It's not often a textbook short squeeze creates a classic bubble. A stock with significant bets against it starts rising, forcing those who are short to "cover," or buy shares themselves. The rising price attracts more and more attention until a frenzy of buyers bid the stock up to irrational levels, focusing on how high the price might climb instead of what it might be worth. Over the past few weeks, shares of Gamestop -- albeit for a moment -- seemed to rewrite the rules on Wall Street. As that story lost steam, another heavily shorted stock, Ligand Pharmaceuticals (NASDAQ:LGND), might just be the next to rocket higher.

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The case for being long

Ligand has an unusual model for the pharmaceutical industry. It holds patents on technology that other drug companies use to make their products. Some of the largest pharmaceutical companies in the world use its three platforms, OmniAb, a modified cyclodextrin called Captisol, and Pfenex, to develop their own treatments across virtually all disease categories. Perhaps the uniqueness is the reason 62% of outstanding shares, and 108% of the publicly available shares, are currently sold short. 

OmniAb is the company's platform for producing human-like antibodies in animals. Ligand has participated in 44 active or completed trials using the technology to produce an OmniMouse, OmniRat, or OmniChicken. The heart of the program is the artificial intelligence that models the animal systems to produce high-quality fully human antibodies in the animals. Management expects the first approvals using the approach to happen this year, and believes up to ten approvals are possible by 2025. The pipeline continues to fill. New programs were initiated by Johnson & Johnson (NYSE:JNJ) and Merck (NYSE:MRK) in the fourth quarter. 

Captisol is a cyclodextrin, a molecule designed to make drugs more soluble and stable, and has more than 400 patents worldwide being used by more than 40 different companies. It generated $110 million in 2020 revenue, nearly 250% more than 2019. The gains were largely the result of its partnership with Gilead Sciences, which uses Captisol for the antiviral Veklury (also known as remdesivir). 

Ligand acquired Pfenex in October for its protein production technology. The platform's versatility to create engineered non-natural proteins, antibody derivatives, peptides, and enzymes can reduce the time and cost for biopharmaceutical companies to develop treatments. In short, it makes manufacturing complex drugs possible. Both Merck and Jazz Pharmaceuticals have submitted applications in the U.S. and Europe using the technology. Management expects the collaborations using Pfenex's technology to meaningfully contribute to future royalty revenue. 

The case for being short

The negativity started at the beginning of 2019, when short seller Citron Research, the same one that was crushed after publishing its short thesis on Gamestop, raised questions about Ligand's royalty projections. It likened the circumstances to Valeant Pharmaceuticals, a stock that fell 90% after Citron's damning exposé.

When the Citron report came out, Ligand shares were already down more than 50%, about twice a simultaneous sell-off in the entire biotech sector. Management reacted by selling Promacta, its largest revenue stream, to Novartis, and using much of the cash to buy back shares. That left Captisol as the primary driver of sales. For the full year 2020, the $110 million in Captisol sales made up nearly 60% of the company's $186.4 million in revenue. Wall Street may think it's hard to estimate how recurring that revenue will be.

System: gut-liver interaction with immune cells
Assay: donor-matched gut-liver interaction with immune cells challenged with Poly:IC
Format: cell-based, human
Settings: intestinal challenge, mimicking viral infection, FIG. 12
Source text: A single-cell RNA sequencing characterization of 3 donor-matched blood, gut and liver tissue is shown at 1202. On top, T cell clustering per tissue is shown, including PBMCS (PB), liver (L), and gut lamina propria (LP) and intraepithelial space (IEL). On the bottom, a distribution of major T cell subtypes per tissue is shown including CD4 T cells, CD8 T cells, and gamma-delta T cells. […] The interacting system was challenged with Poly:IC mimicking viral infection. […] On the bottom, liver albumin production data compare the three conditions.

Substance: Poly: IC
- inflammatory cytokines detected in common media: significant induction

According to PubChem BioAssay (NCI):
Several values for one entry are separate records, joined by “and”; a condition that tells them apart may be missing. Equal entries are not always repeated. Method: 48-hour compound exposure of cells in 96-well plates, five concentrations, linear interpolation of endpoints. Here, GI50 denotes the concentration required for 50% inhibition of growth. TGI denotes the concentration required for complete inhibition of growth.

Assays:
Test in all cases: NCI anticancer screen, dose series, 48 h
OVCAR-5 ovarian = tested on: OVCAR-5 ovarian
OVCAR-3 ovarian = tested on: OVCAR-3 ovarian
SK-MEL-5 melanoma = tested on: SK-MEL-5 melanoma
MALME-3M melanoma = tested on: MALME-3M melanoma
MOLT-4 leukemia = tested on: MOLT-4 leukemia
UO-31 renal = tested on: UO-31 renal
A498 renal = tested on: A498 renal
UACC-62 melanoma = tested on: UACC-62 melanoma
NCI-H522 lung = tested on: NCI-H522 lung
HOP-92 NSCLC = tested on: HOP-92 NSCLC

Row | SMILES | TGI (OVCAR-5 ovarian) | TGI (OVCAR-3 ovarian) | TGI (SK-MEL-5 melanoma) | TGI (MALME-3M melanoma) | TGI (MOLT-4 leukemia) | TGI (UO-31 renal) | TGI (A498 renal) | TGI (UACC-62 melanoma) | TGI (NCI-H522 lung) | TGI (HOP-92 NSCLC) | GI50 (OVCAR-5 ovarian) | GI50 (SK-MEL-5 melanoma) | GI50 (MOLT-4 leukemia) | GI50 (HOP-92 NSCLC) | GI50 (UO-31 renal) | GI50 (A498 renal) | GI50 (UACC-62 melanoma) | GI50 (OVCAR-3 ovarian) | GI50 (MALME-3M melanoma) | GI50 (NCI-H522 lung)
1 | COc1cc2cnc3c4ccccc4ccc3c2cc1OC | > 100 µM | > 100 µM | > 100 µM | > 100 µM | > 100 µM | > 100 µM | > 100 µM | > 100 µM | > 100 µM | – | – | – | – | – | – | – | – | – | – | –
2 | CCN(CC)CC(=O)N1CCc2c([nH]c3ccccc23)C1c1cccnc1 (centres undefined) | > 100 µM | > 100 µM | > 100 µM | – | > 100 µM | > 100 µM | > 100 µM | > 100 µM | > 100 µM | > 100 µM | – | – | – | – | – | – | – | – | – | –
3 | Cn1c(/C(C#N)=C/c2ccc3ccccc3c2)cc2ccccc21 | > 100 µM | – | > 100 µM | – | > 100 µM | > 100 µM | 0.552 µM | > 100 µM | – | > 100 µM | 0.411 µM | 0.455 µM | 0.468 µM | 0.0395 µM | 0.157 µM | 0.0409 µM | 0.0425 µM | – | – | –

In its annual filing, Ligand lists the ability of partners to terminate agreements for Captisol at will, as well as the fact that the company procures it from a sole supplier, in the risk factors. There are plenty who would be glad to take the business. Competitors include Johnson & Johnson subsidiary Janssen and Wacker, which claims to be the only producer of all three naturally occurring cyclodextrins. Despite the risks, Ligand does have patent protection on Captisol, and even lists Janssen among its 120 pharmaceutical and biotech partners. 

Why I'm optimistic

Ligand's broad exposure across the industry to different companies and technologies gives it the diversification of a fund, yet the company has shrewdly bought and sold assets to deliver profits for shareholders. Captisol comes from the 2011 acquisition of Cydex Pharmaceuticals for about $36 million. In 2015, management acquired OmniAb in a $175 million deal for privately held OMT. 2020 saw the company spend $516 million to bring in Pfenex's protein expression platform. 

The company has also had good timing. The sale of Promacta in 2019 gave the company $827 million in cash. Management used more than half of the windfall to buy back stock. In the 12 months between November 2018 and 2019, the company bought back about 18% of the outstanding shares, spending roughly $118 per share. The board even authorized additional buybacks once an initial authorization was exhausted. The shares sit at about $200 each today. Yet, despite that deft capital allocation and potential for growing royalties, the stock has heavy bets against it. When the fundamental strength of the business is realized and the stock starts rising, shares of Ligand might take off in the same way as Gamestop's did.  

This article represents the opinion of the writer, who may disagree with the “official” recommendation position of a Motley Fool premium advisory service. We’re motley! Questioning an investing thesis -- even one of our own -- helps us all think critically about investing and make decisions that help us become smarter, happier, and richer.